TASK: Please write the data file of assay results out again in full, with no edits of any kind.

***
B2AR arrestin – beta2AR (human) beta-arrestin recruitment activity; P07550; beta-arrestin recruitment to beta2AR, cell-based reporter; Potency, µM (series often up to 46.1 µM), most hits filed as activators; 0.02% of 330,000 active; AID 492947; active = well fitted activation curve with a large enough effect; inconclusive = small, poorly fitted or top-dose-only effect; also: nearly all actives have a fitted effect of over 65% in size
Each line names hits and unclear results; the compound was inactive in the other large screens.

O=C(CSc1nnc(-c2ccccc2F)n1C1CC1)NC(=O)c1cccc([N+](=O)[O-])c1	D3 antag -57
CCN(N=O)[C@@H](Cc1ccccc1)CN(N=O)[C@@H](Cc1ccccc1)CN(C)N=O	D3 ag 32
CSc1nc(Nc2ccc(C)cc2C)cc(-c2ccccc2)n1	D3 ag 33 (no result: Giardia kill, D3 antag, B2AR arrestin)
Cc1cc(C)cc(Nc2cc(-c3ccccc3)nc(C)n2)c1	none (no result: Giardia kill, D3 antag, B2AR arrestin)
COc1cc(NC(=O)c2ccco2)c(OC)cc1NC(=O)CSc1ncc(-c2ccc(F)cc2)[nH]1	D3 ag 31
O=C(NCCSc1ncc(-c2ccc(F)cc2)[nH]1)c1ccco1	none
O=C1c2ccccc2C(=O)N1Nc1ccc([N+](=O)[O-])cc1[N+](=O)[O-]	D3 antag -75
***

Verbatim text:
B2AR arrestin – beta2AR (human) beta-arrestin recruitment activity; P07550; beta-arrestin recruitment to beta2AR, cell-based reporter; Potency, µM (series often up to 46.1 µM), most hits filed as activators; 0.02% of 330,000 active; AID 492947; active = well fitted activation curve with a large enough effect; inconclusive = small, poorly fitted or top-dose-only effect; also: nearly all actives have a fitted effect of over 65% in size
Each line names hits and unclear results; the compound was inactive in the other large screens.

O=C(CSc1nnc(-c2ccccc2F)n1C1CC1)NC(=O)c1cccc([N+](=O)[O-])c1	D3 antag -57
CCN(N=O)[C@@H](Cc1ccccc1)CN(N=O)[C@@H](Cc1ccccc1)CN(C)N=O	D3 ag 32
CSc1nc(Nc2ccc(C)cc2C)cc(-c2ccccc2)n1	D3 ag 33 (no result: Giardia kill, D3 antag, B2AR arrestin)
Cc1cc(C)cc(Nc2cc(-c3ccccc3)nc(C)n2)c1	none (no result: Giardia kill, D3 antag, B2AR arrestin)
COc1cc(NC(=O)c2ccco2)c(OC)cc1NC(=O)CSc1ncc(-c2ccc(F)cc2)[nH]1	D3 ag 31
O=C(NCCSc1ncc(-c2ccc(F)cc2)[nH]1)c1ccco1	none
O=C1c2ccccc2C(=O)N1Nc1ccc([N+](=O)[O-])cc1[N+](=O)[O-]	D3 antag -75